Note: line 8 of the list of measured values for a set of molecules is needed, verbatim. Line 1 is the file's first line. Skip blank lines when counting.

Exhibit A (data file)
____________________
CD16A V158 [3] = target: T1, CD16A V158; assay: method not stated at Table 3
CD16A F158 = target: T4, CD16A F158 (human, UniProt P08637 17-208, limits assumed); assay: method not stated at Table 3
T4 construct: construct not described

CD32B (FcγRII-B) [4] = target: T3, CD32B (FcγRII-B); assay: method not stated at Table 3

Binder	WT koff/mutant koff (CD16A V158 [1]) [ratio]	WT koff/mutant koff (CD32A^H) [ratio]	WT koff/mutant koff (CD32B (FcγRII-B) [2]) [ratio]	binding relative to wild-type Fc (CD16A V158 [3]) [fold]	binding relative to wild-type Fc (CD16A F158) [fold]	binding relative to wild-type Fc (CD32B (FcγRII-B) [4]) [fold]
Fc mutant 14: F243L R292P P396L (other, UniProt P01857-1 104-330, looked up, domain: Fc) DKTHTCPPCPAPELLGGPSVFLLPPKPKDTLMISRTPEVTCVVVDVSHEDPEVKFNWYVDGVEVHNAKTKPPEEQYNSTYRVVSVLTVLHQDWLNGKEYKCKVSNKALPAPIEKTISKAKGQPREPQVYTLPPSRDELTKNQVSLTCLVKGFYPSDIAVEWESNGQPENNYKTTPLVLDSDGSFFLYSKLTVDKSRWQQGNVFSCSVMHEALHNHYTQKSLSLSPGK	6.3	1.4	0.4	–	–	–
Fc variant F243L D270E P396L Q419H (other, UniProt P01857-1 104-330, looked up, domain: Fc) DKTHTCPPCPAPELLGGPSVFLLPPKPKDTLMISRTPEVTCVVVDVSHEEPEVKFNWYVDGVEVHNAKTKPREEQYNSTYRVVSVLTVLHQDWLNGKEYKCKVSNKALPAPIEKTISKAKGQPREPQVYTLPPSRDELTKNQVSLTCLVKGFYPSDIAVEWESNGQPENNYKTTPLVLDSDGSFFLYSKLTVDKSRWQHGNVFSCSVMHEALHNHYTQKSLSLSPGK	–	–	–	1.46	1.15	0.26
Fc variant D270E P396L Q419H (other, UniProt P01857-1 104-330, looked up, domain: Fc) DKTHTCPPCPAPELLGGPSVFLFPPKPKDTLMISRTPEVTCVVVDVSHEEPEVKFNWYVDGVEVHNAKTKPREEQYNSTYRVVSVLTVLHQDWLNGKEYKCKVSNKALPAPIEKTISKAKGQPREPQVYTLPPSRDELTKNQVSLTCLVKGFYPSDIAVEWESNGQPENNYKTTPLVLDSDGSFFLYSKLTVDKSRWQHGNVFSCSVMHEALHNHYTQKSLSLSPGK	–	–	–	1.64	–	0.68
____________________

Fc variant D270E P396L Q419H (other, UniProt P01857-1 104-330, looked up, domain: Fc) DKTHTCPPCPAPELLGGPSVFLFPPKPKDTLMISRTPEVTCVVVDVSHEEPEVKFNWYVDGVEVHNAKTKPREEQYNSTYRVVSVLTVLHQDWLNGKEYKCKVSNKALPAPIEKTISKAKGQPREPQVYTLPPSRDELTKNQVSLTCLVKGFYPSDIAVEWESNGQPENNYKTTPLVLDSDGSFFLYSKLTVDKSRWQHGNVFSCSVMHEALHNHYTQKSLSLSPGK	–	–	–	1.64	–	0.68